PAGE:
Abuse victim divorced due to lack of virginity

Abuse victim divorced due to lack of virginity

In a village in the southern district of İskenderun, a 14-year-old girl, Ö.B., was sleeping alone at home as 38-year-old crane operator C.B. was working at a construction site nearby.  

C.B. went into the unlocked house, woke up the child, asking for water. While the child was going to the kitchen to get water, he forcefully kissed her. Then they met a few times and C.B. sexually abused the child.

When the child developed depression and attempted suicide, the incident was discovered and a case was opened. 

While the case was ongoing, the family tried to marry off the child so that their “family honor” would be saved. Two years after the incident, Ö.B. was married in an arranged marriage.  

Before that, the defendant, C.B., who was now filled with revenge because of the case, started spreading the rumor that Ö.B. “is quite experienced and is a prostitute.”

The child decided to tell C.B. that “Look, I am engaged, I will get married. Stop spreading rumors about me,” but C.B. did not answer her calls. To make him answer her calls, the child then sent text messages to him, saying: “Haven’t you missed me? Come on, answer my calls.”  

C.B. later used these text messages both as evidence in the case and to open a case against Ö.B. for disturbing an individual’s peace and tranquility. 

Meanwhile, Ö.B.’s family, eager to marry off their daughter, applied for a permit for an early marriage. As in all similar cases, the family court did not demand a medical report and granted the permit.  

This law should be annulled altogether anyway, but even as it is, courts do not apply it correctly. As part of the formality, a hospital report stating that “the child is aware and can distinguish what marriage is” was issued and the marriage was permitted. As a matter of fact, if they had researched a bit, just a bit more, then they would have been able to see the traumas this child and other children have experienced. Then they would have ruled that the child was absolutely not ready for marriage. 

Ö.B. was married this way. Then, this time, oppression and cruelty started at that house. Within a week, the family of the groom raised hell, saying: “You are not a virgin. Your father gave us a faulty good.”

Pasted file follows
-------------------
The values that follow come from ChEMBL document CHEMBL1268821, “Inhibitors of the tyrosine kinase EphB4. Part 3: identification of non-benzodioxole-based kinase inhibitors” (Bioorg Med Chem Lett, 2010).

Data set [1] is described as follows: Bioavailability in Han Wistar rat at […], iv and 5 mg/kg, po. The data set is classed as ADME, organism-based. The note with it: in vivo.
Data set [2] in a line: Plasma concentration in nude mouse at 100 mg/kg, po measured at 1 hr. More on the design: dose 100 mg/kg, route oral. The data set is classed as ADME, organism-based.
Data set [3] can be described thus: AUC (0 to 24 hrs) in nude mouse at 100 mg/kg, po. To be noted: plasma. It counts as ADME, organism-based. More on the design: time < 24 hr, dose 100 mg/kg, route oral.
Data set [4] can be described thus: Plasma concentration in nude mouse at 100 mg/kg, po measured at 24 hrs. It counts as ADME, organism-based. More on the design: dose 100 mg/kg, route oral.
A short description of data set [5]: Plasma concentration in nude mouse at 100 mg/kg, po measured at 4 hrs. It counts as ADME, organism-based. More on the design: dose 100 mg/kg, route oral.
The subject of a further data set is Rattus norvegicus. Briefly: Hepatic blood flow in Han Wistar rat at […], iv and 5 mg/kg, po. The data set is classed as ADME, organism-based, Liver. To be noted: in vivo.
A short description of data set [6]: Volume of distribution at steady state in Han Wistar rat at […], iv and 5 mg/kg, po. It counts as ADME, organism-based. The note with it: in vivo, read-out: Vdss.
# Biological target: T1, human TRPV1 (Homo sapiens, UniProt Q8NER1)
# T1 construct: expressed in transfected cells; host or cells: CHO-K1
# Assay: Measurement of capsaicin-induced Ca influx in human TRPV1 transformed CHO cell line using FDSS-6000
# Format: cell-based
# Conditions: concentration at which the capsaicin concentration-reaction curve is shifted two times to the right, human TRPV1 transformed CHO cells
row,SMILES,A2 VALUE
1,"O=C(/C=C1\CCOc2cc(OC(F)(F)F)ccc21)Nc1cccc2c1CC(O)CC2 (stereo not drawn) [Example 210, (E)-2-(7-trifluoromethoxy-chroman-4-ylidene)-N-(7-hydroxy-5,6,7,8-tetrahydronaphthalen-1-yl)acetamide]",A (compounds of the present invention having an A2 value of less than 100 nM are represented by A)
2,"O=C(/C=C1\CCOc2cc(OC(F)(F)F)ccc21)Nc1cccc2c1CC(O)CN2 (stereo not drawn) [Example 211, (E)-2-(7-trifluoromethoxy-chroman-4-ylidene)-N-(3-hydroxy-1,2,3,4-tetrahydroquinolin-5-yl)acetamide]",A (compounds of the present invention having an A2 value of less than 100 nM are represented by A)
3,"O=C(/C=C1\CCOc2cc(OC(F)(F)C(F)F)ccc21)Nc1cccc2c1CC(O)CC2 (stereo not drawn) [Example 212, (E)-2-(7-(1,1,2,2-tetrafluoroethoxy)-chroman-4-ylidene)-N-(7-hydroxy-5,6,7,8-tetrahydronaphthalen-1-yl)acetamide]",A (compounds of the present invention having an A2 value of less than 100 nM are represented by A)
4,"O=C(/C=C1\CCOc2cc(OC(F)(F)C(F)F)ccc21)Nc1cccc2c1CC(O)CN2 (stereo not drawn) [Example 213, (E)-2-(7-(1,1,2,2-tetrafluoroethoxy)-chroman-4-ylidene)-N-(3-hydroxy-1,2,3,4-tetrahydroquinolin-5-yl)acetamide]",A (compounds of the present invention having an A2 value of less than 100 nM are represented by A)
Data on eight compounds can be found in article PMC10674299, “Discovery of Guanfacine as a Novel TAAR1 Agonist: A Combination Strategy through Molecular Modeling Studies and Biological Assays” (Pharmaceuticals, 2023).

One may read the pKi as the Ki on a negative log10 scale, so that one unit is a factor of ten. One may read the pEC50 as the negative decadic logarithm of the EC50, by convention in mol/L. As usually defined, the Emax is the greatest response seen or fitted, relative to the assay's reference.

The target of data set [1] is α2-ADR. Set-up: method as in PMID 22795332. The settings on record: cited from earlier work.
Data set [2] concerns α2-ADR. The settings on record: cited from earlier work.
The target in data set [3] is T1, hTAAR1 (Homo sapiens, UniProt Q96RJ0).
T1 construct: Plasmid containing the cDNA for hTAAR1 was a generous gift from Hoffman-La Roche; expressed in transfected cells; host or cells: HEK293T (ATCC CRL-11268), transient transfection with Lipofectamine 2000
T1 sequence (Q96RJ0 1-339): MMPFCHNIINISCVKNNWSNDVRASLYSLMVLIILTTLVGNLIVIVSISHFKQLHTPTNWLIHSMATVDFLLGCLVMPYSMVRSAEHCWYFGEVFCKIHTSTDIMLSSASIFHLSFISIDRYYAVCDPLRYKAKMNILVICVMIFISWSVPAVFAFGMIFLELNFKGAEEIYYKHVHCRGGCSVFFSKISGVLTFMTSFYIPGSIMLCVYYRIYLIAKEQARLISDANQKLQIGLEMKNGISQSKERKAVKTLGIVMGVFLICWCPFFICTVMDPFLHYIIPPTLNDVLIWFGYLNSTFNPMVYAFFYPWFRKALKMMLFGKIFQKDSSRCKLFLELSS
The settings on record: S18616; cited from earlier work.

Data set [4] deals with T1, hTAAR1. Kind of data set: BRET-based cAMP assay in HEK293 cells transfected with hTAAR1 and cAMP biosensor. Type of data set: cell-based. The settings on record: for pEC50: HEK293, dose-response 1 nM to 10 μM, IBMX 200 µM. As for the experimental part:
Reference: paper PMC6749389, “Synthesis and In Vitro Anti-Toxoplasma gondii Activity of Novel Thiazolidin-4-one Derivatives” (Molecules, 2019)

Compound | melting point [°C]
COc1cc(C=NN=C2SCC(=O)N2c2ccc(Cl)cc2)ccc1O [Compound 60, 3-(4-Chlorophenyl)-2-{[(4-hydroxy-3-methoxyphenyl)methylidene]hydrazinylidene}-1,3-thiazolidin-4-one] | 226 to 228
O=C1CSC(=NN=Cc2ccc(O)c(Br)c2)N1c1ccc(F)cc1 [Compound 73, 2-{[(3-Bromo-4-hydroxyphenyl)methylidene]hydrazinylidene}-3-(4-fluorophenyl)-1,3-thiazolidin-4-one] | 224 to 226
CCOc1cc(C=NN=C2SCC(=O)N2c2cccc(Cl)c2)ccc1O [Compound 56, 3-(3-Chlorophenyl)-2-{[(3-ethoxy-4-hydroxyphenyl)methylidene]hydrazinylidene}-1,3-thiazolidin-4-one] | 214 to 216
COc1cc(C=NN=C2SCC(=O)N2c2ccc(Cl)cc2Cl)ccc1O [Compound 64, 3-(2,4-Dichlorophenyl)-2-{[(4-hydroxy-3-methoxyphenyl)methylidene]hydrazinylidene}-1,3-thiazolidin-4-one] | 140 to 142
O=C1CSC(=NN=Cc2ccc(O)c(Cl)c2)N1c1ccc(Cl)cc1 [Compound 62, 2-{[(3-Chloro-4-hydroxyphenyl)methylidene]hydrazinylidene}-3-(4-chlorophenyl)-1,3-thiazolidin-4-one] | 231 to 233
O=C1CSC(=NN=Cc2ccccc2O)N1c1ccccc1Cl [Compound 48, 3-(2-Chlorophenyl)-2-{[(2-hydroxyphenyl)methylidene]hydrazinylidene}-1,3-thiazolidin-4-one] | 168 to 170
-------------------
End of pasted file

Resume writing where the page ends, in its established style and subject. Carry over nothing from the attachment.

Alongside the psychological violence, the groom also slapped the child. 

In the ongoing abuse case, the child was exhausted by being sent to the hospital three times for forensic reports and twice to determine her bone age, all while C.B. was tried without arrest. He did not even show up at hearings. 

With reductions, he was sentenced to eight years and four months in jail, but since the decision was not finalized, the defendant is still free. 

Meanwhile, after three months of marriage, the groom told Ö.B., “Why don’t you stay with your mom for a while; you could help them with field work.” He told her that he would pick her up later. After a week spent with her family, Ö.B. called her husband asking, “Were you going to pick me up?”

In the meantime, the guy changed the locks, sold his house to his sister and filed for divorce, telling her, “I love you very much, but I have to agree with my parents.”

In the divorce case, Ö.B. won an alimony and compensation but the decision was appealed. The Supreme Court of Appeals then reached a disastrous decision. 

The child Ö.B. was defined as “fully at fault” because “she has loved another man;” her alimony and compensation were annulled. Moreover, it was decided that she should pay compensation of 3,000 Turkish Liras to her ex-husband.  

What is meant by “another man” is the abuser who Ö.B. sued – the one whose case has been continuing for four years.    

It’s totally illogical. 

Besides, how can a child who has been subject to psychological and physical violence, who has been snatched from school, who has been confined to her house, who has been distanced from her friends be “at fault?”

How can all of this be disregarded and this child found guilty?  

The child does not have the power to engage in social resistance; the child is not the decision maker. We are talking about a child who, following abuse, has been practically abused a second time and married off under social pressure. 

However, unfortunately, in this country, both the judiciary and the society do not see the child as a child.